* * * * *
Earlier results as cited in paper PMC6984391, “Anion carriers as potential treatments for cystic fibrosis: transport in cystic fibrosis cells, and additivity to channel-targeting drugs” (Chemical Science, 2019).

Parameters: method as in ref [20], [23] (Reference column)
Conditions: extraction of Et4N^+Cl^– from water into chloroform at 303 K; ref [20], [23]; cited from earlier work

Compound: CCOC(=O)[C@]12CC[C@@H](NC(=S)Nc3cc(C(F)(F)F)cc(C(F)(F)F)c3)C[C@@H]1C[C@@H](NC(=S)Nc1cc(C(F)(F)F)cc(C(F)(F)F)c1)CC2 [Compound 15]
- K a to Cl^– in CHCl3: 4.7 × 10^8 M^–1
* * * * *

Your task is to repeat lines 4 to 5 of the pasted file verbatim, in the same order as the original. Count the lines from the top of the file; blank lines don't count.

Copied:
Compound: CCOC(=O)[C@]12CC[C@@H](NC(=S)Nc3cc(C(F)(F)F)cc(C(F)(F)F)c3)C[C@@H]1C[C@@H](NC(=S)Nc1cc(C(F)(F)F)cc(C(F)(F)F)c1)CC2 [Compound 15]
- K a to Cl^– in CHCl3: 4.7 × 10^8 M^–1